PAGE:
The main signs and symptoms of Polycystic Ovarian Syndrome are as listed below.
Absence of menses
Massive hair on body and face or parts of the body where men usually have hair
Abnormal or Irregular periods
Excessive bleeding along with pain during periods
Severe Pelvic pain
Problems of fertility and pregnancy
Appearance of acne on face, upper back and chest
Thinning of hair or loss of hair from the scalp or male baldness pattern
Sudden gain of weight without any known cause or difficulty in losing weight
Darkening of the skin specially along neck creases, underneath the breasts or in the groin
Appearance of small and excess flaps of skin in the neck area or the armpits which are referred to as skin tags
There is no single test for the diagnosis of Polycystic Ovarian Syndrome. To start off with the diagnosis of PCOS, the doctor begins with the medical history of the affected individual which is followed with physical exams along with different tests.
The doctor begins with conducting a physical examination where the blood pressure, BMI and waist size are checked. The doctors check for excess hair or acne on face, chest, back and any discoloration of the skin. It is also checked for loss of hair or other health conditions like enlarged thyroid gland.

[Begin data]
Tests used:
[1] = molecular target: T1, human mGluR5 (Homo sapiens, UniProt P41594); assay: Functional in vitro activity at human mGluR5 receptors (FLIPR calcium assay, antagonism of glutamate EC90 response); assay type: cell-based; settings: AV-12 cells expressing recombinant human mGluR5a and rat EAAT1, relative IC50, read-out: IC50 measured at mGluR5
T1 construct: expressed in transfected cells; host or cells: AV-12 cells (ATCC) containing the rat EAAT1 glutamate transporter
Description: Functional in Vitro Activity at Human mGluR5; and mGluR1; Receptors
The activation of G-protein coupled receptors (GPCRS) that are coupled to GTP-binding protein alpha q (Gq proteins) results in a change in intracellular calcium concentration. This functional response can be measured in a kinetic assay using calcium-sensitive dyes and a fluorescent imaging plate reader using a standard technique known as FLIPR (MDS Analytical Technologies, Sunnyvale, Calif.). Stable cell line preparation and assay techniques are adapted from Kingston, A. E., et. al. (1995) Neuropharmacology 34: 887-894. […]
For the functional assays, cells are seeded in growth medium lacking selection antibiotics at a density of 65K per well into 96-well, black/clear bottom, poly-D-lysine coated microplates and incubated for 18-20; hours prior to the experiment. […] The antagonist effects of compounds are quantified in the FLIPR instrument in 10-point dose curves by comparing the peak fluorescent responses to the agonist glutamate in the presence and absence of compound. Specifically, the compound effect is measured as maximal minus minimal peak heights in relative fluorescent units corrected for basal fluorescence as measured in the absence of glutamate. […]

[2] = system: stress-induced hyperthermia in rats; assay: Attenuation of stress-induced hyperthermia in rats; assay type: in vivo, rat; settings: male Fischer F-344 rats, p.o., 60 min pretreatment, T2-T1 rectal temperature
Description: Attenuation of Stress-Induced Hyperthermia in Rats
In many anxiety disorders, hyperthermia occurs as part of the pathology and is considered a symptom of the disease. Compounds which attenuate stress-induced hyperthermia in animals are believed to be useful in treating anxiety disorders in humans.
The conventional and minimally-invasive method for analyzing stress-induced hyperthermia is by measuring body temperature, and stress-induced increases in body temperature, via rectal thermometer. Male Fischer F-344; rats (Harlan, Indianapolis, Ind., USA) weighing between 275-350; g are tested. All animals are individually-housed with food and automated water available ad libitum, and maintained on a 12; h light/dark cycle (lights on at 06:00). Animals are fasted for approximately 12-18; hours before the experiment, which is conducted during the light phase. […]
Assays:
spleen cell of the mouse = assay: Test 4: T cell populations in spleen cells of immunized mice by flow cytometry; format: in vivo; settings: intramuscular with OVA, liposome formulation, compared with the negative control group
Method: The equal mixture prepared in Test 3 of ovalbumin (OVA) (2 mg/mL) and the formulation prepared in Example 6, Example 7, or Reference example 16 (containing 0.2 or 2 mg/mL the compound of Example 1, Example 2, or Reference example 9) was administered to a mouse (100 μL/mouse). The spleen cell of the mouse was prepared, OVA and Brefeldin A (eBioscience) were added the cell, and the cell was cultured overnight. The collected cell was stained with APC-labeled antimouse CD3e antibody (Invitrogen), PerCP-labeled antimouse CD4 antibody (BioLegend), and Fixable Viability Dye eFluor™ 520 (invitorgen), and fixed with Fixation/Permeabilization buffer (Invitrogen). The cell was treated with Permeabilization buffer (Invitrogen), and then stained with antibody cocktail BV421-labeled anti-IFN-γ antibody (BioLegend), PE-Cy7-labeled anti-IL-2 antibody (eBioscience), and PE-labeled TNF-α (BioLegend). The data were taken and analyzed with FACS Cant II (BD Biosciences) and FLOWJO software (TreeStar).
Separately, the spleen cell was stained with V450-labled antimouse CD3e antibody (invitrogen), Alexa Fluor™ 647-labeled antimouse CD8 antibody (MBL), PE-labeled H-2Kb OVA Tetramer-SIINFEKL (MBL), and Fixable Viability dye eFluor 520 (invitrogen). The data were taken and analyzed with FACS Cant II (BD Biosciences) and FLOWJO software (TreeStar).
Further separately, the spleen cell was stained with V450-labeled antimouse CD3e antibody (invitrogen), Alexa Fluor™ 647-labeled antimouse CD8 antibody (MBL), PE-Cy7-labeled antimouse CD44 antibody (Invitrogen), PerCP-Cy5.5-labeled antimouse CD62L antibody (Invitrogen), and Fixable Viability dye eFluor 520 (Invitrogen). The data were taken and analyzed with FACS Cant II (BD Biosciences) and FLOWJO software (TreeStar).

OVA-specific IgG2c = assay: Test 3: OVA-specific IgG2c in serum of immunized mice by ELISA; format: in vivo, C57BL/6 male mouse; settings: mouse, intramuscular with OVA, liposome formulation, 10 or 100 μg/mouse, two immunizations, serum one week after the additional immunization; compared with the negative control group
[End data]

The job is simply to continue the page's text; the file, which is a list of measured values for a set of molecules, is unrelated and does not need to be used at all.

The next step of diagnosis is a pelvic exam for the signs of excess male hormones like an enlarged clitoris and for checking whether the ovaries are swollen or enlarged.
Then a pelvic ultrasound or sonogram is conducted which is performed for a detailed examination of the ovaries for cysts and check the lining of the uterus.
Finally, a few blood tests are conducted to check for the elevated levels of the hormone androgen which are actually the male hormones. The levels of cholesterol and diabetes is also checked
Homeopathic Treatment for PCOS
Homeopathic treatment for Polycystic Ovarian Syndrome is quite effective in nature and certainly the best alternative medication for this condition. Homeopathic medicines are preferred in this regard because its ultimate focus is on curing the disease from the roots and not just suppressing the symptoms. With the help of the homeopathic medicines, one can restore and balance of the vitality of the body for an overall well being.
Few of the popular and effective medicines for PCOS/PCOD are:
Apis Mellifica - Administered for PCOD with pricking pains
Pulsatilla – Taken for PCOS with very less and late periods
Sepia - Taken for PCOS with acute pains
Lachesis – Taken for PCOD with repulsion to cloths those are tight
Graphites – Taken to treat PCOD with constipation